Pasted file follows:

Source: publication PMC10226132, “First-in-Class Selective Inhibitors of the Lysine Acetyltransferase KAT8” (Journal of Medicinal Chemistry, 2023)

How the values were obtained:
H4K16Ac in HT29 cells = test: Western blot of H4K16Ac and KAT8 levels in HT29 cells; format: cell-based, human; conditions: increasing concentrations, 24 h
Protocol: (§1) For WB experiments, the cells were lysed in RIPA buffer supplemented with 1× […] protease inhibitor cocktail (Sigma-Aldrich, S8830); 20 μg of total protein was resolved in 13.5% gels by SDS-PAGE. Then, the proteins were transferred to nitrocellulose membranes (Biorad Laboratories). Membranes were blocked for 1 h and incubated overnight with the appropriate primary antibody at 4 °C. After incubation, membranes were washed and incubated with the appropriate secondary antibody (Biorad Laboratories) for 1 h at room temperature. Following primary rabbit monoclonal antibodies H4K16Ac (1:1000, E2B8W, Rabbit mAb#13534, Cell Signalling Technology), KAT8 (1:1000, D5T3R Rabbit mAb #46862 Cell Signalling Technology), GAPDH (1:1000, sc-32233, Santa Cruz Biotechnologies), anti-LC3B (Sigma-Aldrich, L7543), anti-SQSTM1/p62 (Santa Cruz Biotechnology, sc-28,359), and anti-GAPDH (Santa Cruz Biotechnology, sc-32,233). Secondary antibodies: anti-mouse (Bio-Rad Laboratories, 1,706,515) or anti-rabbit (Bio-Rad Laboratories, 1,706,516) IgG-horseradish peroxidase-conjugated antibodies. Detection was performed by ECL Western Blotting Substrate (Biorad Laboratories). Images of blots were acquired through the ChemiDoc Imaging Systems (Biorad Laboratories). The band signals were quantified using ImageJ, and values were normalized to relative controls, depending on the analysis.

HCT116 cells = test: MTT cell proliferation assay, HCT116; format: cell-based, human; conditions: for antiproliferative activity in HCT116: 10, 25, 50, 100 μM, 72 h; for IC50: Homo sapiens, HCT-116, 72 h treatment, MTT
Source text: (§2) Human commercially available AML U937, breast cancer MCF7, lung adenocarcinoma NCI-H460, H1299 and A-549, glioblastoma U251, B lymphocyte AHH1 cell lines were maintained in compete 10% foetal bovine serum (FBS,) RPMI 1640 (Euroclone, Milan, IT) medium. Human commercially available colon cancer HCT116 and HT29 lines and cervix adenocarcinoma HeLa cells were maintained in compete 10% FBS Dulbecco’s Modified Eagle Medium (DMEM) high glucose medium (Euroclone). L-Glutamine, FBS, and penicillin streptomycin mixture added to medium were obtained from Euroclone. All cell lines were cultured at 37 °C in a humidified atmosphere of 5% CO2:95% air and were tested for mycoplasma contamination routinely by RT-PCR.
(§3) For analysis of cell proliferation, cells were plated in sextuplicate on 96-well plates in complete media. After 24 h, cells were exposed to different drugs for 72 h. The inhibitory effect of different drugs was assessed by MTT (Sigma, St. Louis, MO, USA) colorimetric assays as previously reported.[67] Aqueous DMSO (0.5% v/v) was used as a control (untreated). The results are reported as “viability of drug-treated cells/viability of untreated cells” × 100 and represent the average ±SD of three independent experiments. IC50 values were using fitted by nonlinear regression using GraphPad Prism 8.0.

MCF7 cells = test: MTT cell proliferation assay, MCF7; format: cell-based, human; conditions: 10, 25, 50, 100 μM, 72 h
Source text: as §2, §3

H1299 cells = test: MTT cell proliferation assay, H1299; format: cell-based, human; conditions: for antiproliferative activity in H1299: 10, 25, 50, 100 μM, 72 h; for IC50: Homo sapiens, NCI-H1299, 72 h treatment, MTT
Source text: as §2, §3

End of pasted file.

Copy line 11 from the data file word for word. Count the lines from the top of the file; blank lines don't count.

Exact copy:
Source text: as §2, §3